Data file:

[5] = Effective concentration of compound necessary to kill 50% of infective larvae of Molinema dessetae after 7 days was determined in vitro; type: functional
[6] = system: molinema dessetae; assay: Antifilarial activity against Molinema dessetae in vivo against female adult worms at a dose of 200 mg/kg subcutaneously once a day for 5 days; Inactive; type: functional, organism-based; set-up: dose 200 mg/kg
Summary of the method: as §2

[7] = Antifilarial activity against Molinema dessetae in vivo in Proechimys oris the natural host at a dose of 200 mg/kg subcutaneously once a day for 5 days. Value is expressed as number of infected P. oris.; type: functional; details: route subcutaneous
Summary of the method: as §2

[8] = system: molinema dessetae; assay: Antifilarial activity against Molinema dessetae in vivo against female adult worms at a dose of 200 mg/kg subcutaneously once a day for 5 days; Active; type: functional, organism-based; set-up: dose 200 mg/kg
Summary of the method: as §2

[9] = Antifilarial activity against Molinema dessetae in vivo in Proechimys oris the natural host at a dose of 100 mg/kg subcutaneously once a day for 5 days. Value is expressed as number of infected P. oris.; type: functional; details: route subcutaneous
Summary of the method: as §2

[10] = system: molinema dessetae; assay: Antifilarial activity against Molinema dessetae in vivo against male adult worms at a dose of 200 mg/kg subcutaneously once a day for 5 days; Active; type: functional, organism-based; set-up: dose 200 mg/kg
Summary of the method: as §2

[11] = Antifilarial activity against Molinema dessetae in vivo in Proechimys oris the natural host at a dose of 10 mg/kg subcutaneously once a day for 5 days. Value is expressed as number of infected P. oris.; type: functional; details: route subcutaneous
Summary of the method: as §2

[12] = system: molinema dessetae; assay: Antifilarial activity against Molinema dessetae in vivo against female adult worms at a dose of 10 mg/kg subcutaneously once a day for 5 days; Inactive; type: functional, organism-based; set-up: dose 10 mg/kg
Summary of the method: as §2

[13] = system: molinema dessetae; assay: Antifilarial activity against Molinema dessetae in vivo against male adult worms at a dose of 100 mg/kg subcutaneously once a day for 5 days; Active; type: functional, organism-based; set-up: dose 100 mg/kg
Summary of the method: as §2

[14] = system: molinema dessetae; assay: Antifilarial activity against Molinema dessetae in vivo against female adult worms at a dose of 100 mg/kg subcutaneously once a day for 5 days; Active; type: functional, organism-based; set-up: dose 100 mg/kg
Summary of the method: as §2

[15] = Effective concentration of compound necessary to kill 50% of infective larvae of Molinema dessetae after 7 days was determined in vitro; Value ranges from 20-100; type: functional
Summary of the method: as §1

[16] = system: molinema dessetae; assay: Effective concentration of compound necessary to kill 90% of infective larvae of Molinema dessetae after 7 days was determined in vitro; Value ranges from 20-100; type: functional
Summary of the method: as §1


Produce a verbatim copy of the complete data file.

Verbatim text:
[5] = Effective concentration of compound necessary to kill 50% of infective larvae of Molinema dessetae after 7 days was determined in vitro; type: functional
[6] = system: molinema dessetae; assay: Antifilarial activity against Molinema dessetae in vivo against female adult worms at a dose of 200 mg/kg subcutaneously once a day for 5 days; Inactive; type: functional, organism-based; set-up: dose 200 mg/kg
Summary of the method: as §2

[7] = Antifilarial activity against Molinema dessetae in vivo in Proechimys oris the natural host at a dose of 200 mg/kg subcutaneously once a day for 5 days. Value is expressed as number of infected P. oris.; type: functional; details: route subcutaneous
Summary of the method: as §2

[8] = system: molinema dessetae; assay: Antifilarial activity against Molinema dessetae in vivo against female adult worms at a dose of 200 mg/kg subcutaneously once a day for 5 days; Active; type: functional, organism-based; set-up: dose 200 mg/kg
Summary of the method: as §2

[9] = Antifilarial activity against Molinema dessetae in vivo in Proechimys oris the natural host at a dose of 100 mg/kg subcutaneously once a day for 5 days. Value is expressed as number of infected P. oris.; type: functional; details: route subcutaneous
Summary of the method: as §2

[10] = system: molinema dessetae; assay: Antifilarial activity against Molinema dessetae in vivo against male adult worms at a dose of 200 mg/kg subcutaneously once a day for 5 days; Active; type: functional, organism-based; set-up: dose 200 mg/kg
Summary of the method: as §2

[11] = Antifilarial activity against Molinema dessetae in vivo in Proechimys oris the natural host at a dose of 10 mg/kg subcutaneously once a day for 5 days. Value is expressed as number of infected P. oris.; type: functional; details: route subcutaneous
Summary of the method: as §2

[12] = system: molinema dessetae; assay: Antifilarial activity against Molinema dessetae in vivo against female adult worms at a dose of 10 mg/kg subcutaneously once a day for 5 days; Inactive; type: functional, organism-based; set-up: dose 10 mg/kg
Summary of the method: as §2

[13] = system: molinema dessetae; assay: Antifilarial activity against Molinema dessetae in vivo against male adult worms at a dose of 100 mg/kg subcutaneously once a day for 5 days; Active; type: functional, organism-based; set-up: dose 100 mg/kg
Summary of the method: as §2

[14] = system: molinema dessetae; assay: Antifilarial activity against Molinema dessetae in vivo against female adult worms at a dose of 100 mg/kg subcutaneously once a day for 5 days; Active; type: functional, organism-based; set-up: dose 100 mg/kg
Summary of the method: as §2

[15] = Effective concentration of compound necessary to kill 50% of infective larvae of Molinema dessetae after 7 days was determined in vitro; Value ranges from 20-100; type: functional
Summary of the method: as §1

[16] = system: molinema dessetae; assay: Effective concentration of compound necessary to kill 90% of infective larvae of Molinema dessetae after 7 days was determined in vitro; Value ranges from 20-100; type: functional
Summary of the method: as §1